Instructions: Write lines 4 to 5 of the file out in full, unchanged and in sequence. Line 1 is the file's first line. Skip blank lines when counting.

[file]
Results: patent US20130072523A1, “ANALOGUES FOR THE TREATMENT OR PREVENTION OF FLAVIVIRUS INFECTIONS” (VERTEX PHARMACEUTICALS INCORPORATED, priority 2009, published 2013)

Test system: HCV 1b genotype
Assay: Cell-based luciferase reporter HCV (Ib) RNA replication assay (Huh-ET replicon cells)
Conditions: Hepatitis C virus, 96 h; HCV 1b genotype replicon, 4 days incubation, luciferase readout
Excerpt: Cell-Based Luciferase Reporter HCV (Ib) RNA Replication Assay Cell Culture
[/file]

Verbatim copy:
Conditions: Hepatitis C virus, 96 h; HCV 1b genotype replicon, 4 days incubation, luciferase readout
Excerpt: Cell-Based Luciferase Reporter HCV (Ib) RNA Replication Assay Cell Culture